In 2013, the Philippines made a bold move by including an array of native languages in the basic education system, which was commended by international organizations like UNESCO, academic conferences, and advocates of fair, culturally-appropriate, and accessible education.
This program, called Mother Tongue-Based Multilingual Education (MTB-MLE), was an emblem of hope for children of minorities who would be able to understand instruction better in their home languages, and participate more actively in the learning process. Through this program, the Philippines showed a strong example to other countries in making education more inclusive, and in its commitment to cultural and linguistic diversity.
Now, some lawmakers want to abolish mother tongues from schools. We believe this would be a huge step backwards. Here are 10 reasons why the the mother tongue program should be saved.
- Children’s rights.
The United Nations Convention on the Rights of the Child states that a child shall not be denied the right to use his or her own language. Removing mother tongues as mediums of instruction will result in many situations in which children are not able to freely use their native languages, as they will be pressured to use English and Filipino only. This was the status quo before the mother tongue policy, and it is a violation of children’s rights.
- Learning materials.
The mother tongue policy has generated thousands of learning materials like stories, poems, songs, primers, and even textbooks in local languages, which didn’t exist before. Teachers, local writers, and local publishers have invested a lot of time and creativity to make these multilingual materials, bringing to life local knowledge, folklore, and history for the next generation. If mother tongues are abolished, learning materials will tend to be more centralized and uniform, written solely in English and Filipino, and monopolized by Manila-publishing companies. They will be less contexualized to learners in different regions, and cannot adequately represent local communities as well as locally-produced materials in native languages.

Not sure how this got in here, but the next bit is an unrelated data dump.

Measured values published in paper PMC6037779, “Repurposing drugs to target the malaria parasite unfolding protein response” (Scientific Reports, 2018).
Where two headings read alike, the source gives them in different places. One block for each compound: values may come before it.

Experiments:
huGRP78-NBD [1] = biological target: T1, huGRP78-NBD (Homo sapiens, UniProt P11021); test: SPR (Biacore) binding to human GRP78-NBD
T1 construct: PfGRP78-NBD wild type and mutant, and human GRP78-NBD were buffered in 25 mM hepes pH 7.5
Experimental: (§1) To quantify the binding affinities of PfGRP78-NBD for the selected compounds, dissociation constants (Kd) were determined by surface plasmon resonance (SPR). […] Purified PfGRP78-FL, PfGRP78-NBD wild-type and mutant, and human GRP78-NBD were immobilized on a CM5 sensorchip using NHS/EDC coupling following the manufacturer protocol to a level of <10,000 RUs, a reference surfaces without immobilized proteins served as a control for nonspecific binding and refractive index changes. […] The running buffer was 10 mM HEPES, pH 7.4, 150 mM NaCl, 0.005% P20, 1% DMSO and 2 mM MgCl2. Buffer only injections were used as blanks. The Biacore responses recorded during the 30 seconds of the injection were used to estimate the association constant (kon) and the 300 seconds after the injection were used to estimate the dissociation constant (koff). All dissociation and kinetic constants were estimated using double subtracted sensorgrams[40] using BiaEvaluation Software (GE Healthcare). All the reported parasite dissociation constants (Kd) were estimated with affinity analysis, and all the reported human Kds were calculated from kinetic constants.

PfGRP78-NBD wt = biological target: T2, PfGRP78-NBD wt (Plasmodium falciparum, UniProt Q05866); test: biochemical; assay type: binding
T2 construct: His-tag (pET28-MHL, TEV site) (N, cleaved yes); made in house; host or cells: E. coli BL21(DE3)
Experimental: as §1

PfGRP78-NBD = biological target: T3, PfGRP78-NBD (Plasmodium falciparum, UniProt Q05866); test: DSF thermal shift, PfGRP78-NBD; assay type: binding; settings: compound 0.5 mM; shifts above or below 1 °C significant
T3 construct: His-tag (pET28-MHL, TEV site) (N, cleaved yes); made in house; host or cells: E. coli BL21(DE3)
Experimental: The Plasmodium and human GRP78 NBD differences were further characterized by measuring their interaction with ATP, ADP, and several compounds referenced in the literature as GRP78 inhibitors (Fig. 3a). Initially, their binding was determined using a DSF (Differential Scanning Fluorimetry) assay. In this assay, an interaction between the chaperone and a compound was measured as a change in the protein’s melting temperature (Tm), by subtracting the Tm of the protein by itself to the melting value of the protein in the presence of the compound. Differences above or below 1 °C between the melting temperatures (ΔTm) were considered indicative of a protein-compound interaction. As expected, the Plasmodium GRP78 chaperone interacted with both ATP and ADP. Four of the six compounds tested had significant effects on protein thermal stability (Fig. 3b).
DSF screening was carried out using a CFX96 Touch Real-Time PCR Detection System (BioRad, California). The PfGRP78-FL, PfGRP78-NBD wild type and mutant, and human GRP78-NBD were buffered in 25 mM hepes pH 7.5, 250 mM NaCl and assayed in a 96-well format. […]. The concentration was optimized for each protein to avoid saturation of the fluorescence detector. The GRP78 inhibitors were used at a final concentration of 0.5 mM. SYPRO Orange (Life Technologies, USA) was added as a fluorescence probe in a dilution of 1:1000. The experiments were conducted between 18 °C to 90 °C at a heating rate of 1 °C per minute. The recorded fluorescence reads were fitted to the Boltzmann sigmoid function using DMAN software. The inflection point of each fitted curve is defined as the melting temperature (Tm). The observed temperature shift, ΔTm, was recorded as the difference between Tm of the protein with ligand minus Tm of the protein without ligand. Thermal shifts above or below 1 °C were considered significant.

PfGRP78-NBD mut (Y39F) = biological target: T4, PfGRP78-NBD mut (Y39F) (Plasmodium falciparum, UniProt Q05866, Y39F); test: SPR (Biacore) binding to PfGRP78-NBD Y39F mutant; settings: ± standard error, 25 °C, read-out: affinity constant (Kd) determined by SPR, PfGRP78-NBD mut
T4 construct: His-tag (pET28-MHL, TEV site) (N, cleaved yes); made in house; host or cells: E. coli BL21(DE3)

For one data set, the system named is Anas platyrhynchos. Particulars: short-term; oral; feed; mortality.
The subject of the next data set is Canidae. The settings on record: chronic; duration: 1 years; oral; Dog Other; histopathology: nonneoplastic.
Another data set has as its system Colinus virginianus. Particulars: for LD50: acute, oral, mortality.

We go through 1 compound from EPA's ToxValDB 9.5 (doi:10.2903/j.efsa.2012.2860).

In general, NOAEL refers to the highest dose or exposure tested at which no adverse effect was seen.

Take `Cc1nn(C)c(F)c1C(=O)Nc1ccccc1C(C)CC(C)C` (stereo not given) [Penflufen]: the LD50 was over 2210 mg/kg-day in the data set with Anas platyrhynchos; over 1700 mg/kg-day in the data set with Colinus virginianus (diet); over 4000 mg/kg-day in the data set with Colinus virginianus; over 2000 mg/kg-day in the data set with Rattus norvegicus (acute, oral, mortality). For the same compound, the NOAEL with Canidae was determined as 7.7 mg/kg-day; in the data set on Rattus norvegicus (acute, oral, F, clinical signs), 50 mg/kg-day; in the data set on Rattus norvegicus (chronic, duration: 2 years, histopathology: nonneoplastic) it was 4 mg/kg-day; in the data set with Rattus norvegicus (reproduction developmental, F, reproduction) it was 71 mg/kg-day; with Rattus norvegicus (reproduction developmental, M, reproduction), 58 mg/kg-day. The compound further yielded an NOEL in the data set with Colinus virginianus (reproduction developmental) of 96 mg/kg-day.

- Lessons learned.
The multilingual policy is less than a decade old. It is very young compared to the mediocre bilingual policy which lasted for 4 decades. The principles of the multilingual policy were ethically and scientifically sound, but it has faced challenges. DepEd and research institutions have been finding ways to make MTB-MLE work in 4 contexts, and such research should be allowed to continue in order to adapt it effectively. Education reform takes time, but frequent political interventions undermine this process. It would be more prudent to improve the mother tongue program, guided by research, rather than abolish it entirely.
- Diversity as a resource.
Cultural and linguistic diversity are special resources of humanity. Our many languages make our society more resilient, interesting, and flexible. They are also windows to our past and transmit knowledge to our future. The Action Plan for the Universal Declaration on Cultural Diversity commits governments to encourage linguistic diversity, including the mother tongue, “at all levels of education, wherever possible, and fostering the learning of several languages from the earliest age.” Removing the mother tongues and shifting to a bilingual/monolingual education system is an attack on linguistic diversity and goes against the Universal Declaration on Cultural Diversity.